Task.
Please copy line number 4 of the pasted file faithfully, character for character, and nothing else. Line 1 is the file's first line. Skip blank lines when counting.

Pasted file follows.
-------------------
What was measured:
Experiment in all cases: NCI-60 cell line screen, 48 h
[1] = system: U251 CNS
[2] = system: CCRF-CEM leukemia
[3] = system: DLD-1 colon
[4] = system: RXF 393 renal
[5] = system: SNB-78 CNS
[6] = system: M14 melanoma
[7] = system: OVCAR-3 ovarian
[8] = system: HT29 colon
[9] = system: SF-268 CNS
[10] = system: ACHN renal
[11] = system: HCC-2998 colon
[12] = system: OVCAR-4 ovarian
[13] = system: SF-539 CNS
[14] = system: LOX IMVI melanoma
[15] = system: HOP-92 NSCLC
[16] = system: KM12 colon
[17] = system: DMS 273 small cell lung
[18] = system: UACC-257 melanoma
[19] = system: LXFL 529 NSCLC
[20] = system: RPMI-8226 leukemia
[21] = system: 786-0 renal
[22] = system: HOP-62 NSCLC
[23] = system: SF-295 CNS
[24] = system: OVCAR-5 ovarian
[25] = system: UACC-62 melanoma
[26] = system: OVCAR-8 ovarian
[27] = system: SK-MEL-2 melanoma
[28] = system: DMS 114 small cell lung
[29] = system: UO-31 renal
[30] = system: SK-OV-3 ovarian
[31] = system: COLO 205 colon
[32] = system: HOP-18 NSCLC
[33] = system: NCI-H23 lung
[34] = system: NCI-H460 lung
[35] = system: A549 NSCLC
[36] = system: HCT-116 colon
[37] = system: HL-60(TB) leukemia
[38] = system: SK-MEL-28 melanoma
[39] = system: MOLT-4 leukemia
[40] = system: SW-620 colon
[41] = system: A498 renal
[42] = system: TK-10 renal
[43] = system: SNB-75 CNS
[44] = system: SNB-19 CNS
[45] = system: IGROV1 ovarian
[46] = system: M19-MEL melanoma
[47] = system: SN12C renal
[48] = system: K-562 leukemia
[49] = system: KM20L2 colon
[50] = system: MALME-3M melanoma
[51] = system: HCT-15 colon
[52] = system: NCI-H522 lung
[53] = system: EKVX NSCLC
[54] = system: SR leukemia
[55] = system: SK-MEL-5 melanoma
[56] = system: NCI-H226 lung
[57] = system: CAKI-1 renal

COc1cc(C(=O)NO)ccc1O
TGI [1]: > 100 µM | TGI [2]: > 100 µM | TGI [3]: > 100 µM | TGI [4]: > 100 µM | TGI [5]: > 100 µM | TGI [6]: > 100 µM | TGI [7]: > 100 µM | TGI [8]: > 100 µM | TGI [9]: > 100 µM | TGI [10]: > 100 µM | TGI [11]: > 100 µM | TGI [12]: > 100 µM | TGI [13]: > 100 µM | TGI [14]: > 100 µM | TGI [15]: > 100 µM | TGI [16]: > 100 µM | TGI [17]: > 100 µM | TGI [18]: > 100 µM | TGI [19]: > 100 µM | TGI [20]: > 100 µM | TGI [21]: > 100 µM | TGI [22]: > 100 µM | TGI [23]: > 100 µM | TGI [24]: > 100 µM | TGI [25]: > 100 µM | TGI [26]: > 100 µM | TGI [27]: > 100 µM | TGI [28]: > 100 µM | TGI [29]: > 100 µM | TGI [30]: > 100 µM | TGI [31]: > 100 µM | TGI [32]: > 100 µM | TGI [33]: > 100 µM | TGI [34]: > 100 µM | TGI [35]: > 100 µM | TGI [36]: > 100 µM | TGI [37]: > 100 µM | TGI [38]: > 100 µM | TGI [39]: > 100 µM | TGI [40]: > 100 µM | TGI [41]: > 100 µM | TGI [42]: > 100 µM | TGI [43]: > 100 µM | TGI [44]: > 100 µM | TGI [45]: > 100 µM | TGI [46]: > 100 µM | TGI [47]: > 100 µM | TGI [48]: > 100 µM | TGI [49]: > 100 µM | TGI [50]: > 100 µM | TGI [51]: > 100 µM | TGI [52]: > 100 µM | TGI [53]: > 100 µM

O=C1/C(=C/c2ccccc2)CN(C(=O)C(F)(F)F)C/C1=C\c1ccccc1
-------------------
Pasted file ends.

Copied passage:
[2] = system: CCRF-CEM leukemia